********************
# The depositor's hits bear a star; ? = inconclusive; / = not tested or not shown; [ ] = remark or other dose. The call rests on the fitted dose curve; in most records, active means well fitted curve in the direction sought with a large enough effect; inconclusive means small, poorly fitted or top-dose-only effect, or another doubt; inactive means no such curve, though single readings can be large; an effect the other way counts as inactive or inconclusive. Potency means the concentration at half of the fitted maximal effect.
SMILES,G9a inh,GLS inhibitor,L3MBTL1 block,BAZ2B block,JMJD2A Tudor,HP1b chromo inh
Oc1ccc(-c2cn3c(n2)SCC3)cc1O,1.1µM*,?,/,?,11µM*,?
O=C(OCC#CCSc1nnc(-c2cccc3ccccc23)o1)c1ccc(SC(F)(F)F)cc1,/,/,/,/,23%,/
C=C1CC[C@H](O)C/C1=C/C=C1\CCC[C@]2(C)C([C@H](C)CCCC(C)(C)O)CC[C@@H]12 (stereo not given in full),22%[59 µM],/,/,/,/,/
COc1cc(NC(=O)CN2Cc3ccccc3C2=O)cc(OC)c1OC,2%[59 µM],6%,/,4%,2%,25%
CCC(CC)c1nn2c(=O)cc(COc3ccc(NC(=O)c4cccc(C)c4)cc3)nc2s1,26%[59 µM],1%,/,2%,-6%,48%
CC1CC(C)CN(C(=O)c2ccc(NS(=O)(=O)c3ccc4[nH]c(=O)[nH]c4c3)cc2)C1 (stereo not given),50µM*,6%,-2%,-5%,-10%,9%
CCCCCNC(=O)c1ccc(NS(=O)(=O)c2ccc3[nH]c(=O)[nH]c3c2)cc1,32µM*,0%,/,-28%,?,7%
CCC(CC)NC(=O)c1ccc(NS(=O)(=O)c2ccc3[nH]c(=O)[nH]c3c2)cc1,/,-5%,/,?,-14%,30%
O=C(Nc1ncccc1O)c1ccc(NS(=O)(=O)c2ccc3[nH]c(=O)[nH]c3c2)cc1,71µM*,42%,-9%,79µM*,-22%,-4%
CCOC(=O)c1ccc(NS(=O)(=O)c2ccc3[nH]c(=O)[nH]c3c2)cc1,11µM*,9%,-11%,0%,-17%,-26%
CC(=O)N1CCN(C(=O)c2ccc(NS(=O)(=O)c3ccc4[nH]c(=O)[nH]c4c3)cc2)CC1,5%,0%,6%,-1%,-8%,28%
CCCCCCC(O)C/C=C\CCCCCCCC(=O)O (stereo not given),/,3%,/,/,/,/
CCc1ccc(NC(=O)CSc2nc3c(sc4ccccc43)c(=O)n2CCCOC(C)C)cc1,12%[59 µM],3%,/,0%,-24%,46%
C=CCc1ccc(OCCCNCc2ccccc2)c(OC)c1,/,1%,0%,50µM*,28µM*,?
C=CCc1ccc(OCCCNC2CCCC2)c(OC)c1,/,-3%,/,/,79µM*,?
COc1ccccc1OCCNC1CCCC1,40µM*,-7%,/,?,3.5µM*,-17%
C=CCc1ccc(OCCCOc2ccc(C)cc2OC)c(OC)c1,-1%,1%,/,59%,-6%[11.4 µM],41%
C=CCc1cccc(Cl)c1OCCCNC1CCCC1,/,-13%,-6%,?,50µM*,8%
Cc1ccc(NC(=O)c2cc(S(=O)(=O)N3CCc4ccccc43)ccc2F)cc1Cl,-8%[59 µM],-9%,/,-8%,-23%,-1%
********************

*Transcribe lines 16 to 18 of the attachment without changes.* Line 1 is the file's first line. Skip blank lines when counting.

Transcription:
C=CCc1ccc(OCCCNCc2ccccc2)c(OC)c1,/,1%,0%,50µM*,28µM*,?
C=CCc1ccc(OCCCNC2CCCC2)c(OC)c1,/,-3%,/,/,79µM*,?
COc1ccccc1OCCNC1CCCC1,40µM*,-7%,/,?,3.5µM*,-17%